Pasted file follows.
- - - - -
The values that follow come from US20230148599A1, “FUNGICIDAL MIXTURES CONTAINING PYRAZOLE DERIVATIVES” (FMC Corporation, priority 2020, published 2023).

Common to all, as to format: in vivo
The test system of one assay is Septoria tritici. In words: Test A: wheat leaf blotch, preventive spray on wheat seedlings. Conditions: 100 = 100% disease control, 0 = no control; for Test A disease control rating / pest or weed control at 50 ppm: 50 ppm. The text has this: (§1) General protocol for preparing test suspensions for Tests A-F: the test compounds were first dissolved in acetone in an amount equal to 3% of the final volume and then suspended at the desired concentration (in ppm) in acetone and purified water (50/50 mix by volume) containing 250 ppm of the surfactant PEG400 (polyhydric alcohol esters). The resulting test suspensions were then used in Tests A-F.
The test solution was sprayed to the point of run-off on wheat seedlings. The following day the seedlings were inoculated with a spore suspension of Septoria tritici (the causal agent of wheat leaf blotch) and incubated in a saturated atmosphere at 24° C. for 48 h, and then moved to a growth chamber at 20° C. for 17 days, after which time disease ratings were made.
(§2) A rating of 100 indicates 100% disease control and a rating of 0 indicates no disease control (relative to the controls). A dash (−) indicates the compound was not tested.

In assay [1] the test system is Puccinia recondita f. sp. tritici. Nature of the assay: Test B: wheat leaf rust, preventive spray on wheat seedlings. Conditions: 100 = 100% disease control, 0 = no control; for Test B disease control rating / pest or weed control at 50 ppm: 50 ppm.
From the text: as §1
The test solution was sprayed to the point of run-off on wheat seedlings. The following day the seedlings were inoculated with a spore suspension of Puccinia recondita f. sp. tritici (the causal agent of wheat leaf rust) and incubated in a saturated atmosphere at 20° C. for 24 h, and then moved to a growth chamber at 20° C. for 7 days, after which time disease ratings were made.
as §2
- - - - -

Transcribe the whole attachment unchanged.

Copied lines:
The values that follow come from US20230148599A1, “FUNGICIDAL MIXTURES CONTAINING PYRAZOLE DERIVATIVES” (FMC Corporation, priority 2020, published 2023).

Common to all, as to format: in vivo
The test system of one assay is Septoria tritici. In words: Test A: wheat leaf blotch, preventive spray on wheat seedlings. Conditions: 100 = 100% disease control, 0 = no control; for Test A disease control rating / pest or weed control at 50 ppm: 50 ppm. The text has this: (§1) General protocol for preparing test suspensions for Tests A-F: the test compounds were first dissolved in acetone in an amount equal to 3% of the final volume and then suspended at the desired concentration (in ppm) in acetone and purified water (50/50 mix by volume) containing 250 ppm of the surfactant PEG400 (polyhydric alcohol esters). The resulting test suspensions were then used in Tests A-F.
The test solution was sprayed to the point of run-off on wheat seedlings. The following day the seedlings were inoculated with a spore suspension of Septoria tritici (the causal agent of wheat leaf blotch) and incubated in a saturated atmosphere at 24° C. for 48 h, and then moved to a growth chamber at 20° C. for 17 days, after which time disease ratings were made.
(§2) A rating of 100 indicates 100% disease control and a rating of 0 indicates no disease control (relative to the controls). A dash (−) indicates the compound was not tested.

In assay [1] the test system is Puccinia recondita f. sp. tritici. Nature of the assay: Test B: wheat leaf rust, preventive spray on wheat seedlings. Conditions: 100 = 100% disease control, 0 = no control; for Test B disease control rating / pest or weed control at 50 ppm: 50 ppm.
From the text: as §1
The test solution was sprayed to the point of run-off on wheat seedlings. The following day the seedlings were inoculated with a spore suspension of Puccinia recondita f. sp. tritici (the causal agent of wheat leaf rust) and incubated in a saturated atmosphere at 20° C. for 24 h, and then moved to a growth chamber at 20° C. for 7 days, after which time disease ratings were made.
as §2